This shop is my resource for all oriental ingredients- boyfriend and I often pop in here for certain staples. He stocks up on frozen shrimp (better than nearby Sainsbury's) and sesame oil and I stock up on sweet chilli sauce, bamboo shoots and amazing udon noodles. The shop has all the obvious basics, as well as some more difficult to get hold of cakes, sauces, drinks and frozen goodies. They have brilliant tofu and fresh ingredients, like thai basil, lemongrass, limes, and coriander at the back- the fresh herbs make such a difference to a dish. The staff are super friendly and can give advice about which noodles to choose, which ingredients go well together and so on. I also love the shelves filled with beautiful Chinese and Japanese pottery bowls and tea pots. I have bought several gifts here, as well as some things for me and they always go down really well.
In Vancouver, there's an Oriental grocery store known as T&T, that has every single oriental ingredient you can ever imagine. Yum Yum Oriental Market doesn't match it, but it comes awfully close.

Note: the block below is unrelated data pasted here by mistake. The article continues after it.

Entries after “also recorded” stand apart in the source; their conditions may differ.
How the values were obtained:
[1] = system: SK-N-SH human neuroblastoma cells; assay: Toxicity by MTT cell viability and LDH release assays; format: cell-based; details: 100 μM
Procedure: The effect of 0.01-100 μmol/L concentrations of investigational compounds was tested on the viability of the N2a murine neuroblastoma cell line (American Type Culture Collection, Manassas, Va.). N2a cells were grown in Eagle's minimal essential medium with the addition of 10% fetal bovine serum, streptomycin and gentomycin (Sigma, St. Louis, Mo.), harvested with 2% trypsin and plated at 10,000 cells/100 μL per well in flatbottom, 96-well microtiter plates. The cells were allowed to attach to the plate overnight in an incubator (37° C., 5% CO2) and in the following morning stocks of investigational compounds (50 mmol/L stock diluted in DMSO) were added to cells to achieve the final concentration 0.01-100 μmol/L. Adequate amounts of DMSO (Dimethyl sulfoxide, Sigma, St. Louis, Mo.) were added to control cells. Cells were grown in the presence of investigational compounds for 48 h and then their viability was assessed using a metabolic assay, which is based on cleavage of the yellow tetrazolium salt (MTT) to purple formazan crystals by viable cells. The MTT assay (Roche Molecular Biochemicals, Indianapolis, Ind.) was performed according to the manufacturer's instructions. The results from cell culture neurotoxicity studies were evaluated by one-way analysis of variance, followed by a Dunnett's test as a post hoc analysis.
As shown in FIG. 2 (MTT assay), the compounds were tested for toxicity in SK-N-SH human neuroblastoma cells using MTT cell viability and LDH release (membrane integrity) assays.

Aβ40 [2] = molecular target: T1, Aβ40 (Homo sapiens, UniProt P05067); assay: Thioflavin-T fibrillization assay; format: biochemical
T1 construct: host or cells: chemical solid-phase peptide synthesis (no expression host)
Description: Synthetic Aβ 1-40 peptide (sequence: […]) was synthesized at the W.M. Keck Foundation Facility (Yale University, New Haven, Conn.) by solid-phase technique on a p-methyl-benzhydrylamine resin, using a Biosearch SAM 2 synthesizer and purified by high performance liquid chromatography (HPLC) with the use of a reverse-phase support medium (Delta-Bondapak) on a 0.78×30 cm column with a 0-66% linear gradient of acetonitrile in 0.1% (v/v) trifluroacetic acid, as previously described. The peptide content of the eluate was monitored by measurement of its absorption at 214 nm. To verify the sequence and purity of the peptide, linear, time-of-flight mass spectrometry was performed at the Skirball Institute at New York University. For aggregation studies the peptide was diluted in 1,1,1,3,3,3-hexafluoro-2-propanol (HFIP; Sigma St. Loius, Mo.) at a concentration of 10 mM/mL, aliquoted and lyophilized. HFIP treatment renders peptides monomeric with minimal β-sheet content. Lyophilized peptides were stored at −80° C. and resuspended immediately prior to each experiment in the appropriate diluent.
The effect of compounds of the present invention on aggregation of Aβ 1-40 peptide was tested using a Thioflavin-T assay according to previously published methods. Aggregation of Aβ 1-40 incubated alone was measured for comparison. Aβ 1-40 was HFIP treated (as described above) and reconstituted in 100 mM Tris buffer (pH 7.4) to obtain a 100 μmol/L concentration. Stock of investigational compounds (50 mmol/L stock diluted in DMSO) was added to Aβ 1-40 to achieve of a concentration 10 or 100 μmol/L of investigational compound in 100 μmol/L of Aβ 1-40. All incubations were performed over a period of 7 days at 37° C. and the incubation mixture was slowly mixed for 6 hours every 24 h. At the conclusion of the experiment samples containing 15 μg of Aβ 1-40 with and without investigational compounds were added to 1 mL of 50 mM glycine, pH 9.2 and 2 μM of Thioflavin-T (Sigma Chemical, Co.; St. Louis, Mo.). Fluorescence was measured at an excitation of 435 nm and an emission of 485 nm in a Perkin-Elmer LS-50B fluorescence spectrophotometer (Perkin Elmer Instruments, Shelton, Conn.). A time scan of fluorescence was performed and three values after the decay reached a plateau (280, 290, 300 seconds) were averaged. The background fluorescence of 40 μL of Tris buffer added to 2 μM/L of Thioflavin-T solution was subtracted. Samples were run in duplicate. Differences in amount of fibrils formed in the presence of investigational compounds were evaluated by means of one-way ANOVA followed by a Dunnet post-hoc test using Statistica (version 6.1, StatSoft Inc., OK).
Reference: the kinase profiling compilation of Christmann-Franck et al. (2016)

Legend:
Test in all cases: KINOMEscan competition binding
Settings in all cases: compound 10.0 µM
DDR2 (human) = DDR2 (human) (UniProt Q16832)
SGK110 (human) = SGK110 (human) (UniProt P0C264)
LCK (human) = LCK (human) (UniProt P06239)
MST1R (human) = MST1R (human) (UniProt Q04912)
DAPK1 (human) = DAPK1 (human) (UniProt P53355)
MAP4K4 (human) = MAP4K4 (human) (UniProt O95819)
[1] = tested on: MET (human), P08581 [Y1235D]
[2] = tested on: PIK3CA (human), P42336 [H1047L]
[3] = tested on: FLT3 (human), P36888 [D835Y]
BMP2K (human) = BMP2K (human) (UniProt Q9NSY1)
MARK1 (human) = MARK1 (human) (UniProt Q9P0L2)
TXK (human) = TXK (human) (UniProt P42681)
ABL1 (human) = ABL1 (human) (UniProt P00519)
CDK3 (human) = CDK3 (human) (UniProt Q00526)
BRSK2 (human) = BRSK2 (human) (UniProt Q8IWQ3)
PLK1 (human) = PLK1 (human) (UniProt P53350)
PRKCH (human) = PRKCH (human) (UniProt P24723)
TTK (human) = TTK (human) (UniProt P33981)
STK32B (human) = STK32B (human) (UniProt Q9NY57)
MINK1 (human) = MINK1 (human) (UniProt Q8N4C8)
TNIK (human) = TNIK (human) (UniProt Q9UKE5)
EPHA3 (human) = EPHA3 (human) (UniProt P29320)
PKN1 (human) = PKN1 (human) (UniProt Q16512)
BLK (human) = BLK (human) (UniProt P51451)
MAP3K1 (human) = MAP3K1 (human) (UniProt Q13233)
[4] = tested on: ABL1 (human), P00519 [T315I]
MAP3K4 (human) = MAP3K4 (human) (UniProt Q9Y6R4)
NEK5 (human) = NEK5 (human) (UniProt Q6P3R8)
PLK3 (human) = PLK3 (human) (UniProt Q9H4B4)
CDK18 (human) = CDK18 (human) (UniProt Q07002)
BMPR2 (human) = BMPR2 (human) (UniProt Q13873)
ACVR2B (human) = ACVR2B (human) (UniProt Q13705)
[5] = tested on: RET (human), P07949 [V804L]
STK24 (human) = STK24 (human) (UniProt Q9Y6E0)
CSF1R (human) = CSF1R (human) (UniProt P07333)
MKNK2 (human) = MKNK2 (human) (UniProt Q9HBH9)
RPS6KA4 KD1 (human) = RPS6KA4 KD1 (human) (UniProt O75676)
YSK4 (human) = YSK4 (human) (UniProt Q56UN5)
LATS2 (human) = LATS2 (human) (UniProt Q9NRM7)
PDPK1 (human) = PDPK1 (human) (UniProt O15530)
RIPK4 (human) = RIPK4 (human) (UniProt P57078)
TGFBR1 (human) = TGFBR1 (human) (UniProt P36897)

I was able to find the iced coffees and ramen that I used to consistently buy when I was a broke student (I'm still broke, but no longer a student). I was even able to find my favorite sweet chili sauce, which goes well with chicken and rice. I was able to find the spices that would replicate my aunt's Beef Stew, and the noodles and shrimp sauce that would replicate her Pancit Palabok. Although I'm far away from home, this place gives me the chance to try to cook the home cooked meal I've been missing.